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I found myself looking at our toaster this morning to see how they labeled the settings.  :)

My work here is done.  8)
~Lynn2000

Bobbie

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I grew up in the military and had only went to the base commissaries growing up.  I never went to a civilian grocery store.  When I was 18 and moved to Oregon, my older sister took great delight in taking me to Safeway, the local grocery store.  I never know that these stores had bakeries, delis, a floral dept....I was blown away lol.  People must of thought I was keep locked in a dark basement.....

Me: Oh my gosh!! Fresh doughnuts!!!
My sister: I know its so cool.
Me: Is this how it is in all these store?!?
My sis: Yes, and some are even better then others.

Also, there were no baggers.  At the commissaries there are always baggers and long lines at the checkouts.

« Last Edit: January 30, 2014, 06:11:42 PM by Bobbie »

Bobbie

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I never tried sour cream till I was married at 21 because Japanese don't eat it.  Now a taco or burrito without it is sacrilege.

marcel

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^^^  Regardless of the 'color' of the icon, usually in most toasters I've seen the dial works something like a water spigot.  The farther to the right you turn in the more "on" it is, or in this case, the heating elements stay on longer giving you darker toast.

This.
Mine has numbers. The higher the number, the darker the toast. But yeah, the farther right, the darker the toast. The numbers, pictures or whatever are just arbitrary anyway.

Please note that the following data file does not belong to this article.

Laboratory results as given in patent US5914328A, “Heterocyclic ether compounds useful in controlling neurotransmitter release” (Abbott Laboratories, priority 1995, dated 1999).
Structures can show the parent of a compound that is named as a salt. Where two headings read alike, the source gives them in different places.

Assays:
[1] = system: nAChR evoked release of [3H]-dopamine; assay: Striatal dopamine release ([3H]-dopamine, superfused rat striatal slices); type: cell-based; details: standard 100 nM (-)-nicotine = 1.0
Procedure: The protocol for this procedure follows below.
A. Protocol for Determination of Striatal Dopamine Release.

Just comenting to agree. Toasting bread is not very common in The Netherlands (it is mostly for old bread) so i do not use toasters a lot and then only at other peoples places, but every toaster i have encountered turns to the right for longer toasting.

Wherever you go..... There you are.

Elfmama

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And in the same spirit, my sewing machine.  The one I've had for 20+ years.  :-[   The dial for upper thread tension is marked from 0 to 9, and I could never remember which direction I wanted to turn it when I use the nylon monofilament "invisible" thread.  Then due to this thread, I realized that it was probably the same "righty-tighty, lefty-loosy" as most other things...
~*~*~*~*~*~*~*~*~*~*~*~*~*~*~*~*~*~*~*~*~*~*~*~
It's true. Money can't buy happiness.  You have to turn it
into books first.
~*~*~*~*~*~*~*~*~*~*~*~*~*~*~*~*~*~*~*~*~*~*~*~

Lynn2000

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This was several years ago, but I was an adult.

I was watching a DVD of either Sesame Street or the Muppets, and for some reason I muted it. I was shocked to realize that I couldn't read the Muppets' lips.

::facepalm::
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minky

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This was several years ago, but I was an adult.

I was watching a DVD of either Sesame Street or the Muppets, and for some reason I muted it. I was shocked to realize that I couldn't read the Muppets' lips.

::facepalm::

LOL!  I just did something similar.  I was watching a youtube of the Avenue Q song "If You Were G*y" but with clips of Bert and Ernie from Sesame Street and I said to myself, "Wow, it looks like they're really singing the song instead of saying the lines from the original clips."  Then I went "duh".